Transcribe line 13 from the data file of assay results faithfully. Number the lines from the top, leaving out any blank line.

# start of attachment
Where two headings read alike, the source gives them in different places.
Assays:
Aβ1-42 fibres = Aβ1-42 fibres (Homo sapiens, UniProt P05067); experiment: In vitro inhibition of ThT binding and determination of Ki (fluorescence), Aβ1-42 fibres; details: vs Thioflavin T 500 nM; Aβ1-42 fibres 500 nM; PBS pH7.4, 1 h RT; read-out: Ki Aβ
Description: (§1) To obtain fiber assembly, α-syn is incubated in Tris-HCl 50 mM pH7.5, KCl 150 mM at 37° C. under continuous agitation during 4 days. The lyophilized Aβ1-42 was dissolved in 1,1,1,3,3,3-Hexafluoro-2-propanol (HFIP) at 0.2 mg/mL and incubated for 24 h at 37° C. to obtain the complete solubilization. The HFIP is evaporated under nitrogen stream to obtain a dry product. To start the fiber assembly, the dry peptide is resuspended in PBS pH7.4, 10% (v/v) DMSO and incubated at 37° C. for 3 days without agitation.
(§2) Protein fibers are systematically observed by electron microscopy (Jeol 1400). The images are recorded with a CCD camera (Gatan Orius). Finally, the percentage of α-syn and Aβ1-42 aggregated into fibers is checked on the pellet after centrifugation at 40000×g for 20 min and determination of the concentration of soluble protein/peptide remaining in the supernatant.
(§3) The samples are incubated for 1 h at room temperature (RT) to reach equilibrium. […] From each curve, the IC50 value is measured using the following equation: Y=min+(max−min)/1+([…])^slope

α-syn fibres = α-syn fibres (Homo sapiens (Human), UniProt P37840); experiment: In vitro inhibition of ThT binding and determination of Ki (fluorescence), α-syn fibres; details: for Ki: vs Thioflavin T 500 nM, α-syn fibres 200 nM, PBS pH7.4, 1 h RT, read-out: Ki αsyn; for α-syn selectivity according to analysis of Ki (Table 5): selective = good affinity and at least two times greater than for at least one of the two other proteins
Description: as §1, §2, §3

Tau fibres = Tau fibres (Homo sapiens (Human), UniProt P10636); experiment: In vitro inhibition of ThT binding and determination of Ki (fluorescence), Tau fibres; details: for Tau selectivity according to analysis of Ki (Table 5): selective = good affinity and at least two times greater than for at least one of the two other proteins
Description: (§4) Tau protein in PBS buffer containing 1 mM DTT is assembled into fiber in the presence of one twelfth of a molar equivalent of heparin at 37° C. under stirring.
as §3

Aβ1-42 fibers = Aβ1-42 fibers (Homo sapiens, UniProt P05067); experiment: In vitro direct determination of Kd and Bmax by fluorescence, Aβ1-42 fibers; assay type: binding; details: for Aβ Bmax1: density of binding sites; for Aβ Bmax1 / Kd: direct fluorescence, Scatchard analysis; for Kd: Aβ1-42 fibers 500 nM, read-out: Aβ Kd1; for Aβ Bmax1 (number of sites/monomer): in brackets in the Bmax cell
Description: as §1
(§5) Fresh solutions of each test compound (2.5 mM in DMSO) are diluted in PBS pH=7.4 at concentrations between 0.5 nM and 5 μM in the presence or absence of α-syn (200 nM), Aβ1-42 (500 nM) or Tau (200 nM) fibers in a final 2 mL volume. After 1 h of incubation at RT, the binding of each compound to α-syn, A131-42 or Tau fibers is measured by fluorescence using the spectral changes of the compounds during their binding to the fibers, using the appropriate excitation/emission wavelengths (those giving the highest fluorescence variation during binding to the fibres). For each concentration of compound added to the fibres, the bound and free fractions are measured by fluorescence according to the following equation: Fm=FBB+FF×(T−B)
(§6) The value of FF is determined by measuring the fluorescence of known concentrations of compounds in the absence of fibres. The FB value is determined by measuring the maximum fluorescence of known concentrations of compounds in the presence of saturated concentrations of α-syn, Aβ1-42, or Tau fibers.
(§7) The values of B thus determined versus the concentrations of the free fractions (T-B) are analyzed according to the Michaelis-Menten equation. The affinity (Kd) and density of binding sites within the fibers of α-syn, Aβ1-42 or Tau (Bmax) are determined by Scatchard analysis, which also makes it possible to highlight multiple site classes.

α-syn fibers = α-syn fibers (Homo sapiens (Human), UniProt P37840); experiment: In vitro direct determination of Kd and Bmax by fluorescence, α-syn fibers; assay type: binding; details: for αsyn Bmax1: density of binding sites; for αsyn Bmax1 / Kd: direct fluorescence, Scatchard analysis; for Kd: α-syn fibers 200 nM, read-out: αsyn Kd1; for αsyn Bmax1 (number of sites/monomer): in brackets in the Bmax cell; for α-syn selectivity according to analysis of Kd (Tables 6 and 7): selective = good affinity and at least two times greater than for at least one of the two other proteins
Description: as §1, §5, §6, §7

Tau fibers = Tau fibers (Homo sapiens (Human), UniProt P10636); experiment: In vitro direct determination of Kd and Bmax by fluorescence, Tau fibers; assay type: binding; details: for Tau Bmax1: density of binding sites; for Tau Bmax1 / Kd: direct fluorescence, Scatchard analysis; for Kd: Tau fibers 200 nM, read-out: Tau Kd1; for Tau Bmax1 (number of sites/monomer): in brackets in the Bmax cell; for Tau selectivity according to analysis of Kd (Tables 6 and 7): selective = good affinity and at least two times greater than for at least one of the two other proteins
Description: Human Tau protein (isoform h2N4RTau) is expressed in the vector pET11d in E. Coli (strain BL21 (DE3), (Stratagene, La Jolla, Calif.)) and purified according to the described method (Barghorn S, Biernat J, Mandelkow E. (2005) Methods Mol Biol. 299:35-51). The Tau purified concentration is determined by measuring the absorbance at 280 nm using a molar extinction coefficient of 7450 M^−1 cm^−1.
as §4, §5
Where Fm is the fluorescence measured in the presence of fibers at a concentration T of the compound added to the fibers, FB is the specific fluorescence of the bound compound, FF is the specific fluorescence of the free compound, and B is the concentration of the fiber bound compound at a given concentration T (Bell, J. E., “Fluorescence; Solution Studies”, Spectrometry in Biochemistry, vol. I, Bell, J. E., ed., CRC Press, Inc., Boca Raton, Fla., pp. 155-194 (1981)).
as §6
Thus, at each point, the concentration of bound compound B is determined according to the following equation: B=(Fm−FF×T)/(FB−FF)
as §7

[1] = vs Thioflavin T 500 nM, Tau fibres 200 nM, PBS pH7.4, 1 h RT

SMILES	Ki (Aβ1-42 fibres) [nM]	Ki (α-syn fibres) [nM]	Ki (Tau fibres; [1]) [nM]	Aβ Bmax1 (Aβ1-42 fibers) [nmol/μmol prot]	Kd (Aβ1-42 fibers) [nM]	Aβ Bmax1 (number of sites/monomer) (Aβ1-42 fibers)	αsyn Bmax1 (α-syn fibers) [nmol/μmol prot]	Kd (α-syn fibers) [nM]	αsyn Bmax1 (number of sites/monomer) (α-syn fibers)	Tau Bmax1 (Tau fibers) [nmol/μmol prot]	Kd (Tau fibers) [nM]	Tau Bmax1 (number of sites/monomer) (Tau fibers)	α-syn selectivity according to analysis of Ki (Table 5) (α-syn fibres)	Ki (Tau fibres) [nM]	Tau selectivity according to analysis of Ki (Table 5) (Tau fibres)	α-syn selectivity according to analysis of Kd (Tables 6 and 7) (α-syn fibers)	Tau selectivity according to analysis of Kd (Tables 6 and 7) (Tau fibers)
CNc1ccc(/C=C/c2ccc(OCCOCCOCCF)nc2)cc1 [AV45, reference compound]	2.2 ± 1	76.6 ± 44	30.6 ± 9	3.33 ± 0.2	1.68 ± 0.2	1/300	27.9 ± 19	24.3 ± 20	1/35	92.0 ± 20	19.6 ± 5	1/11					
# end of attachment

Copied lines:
Description: as §1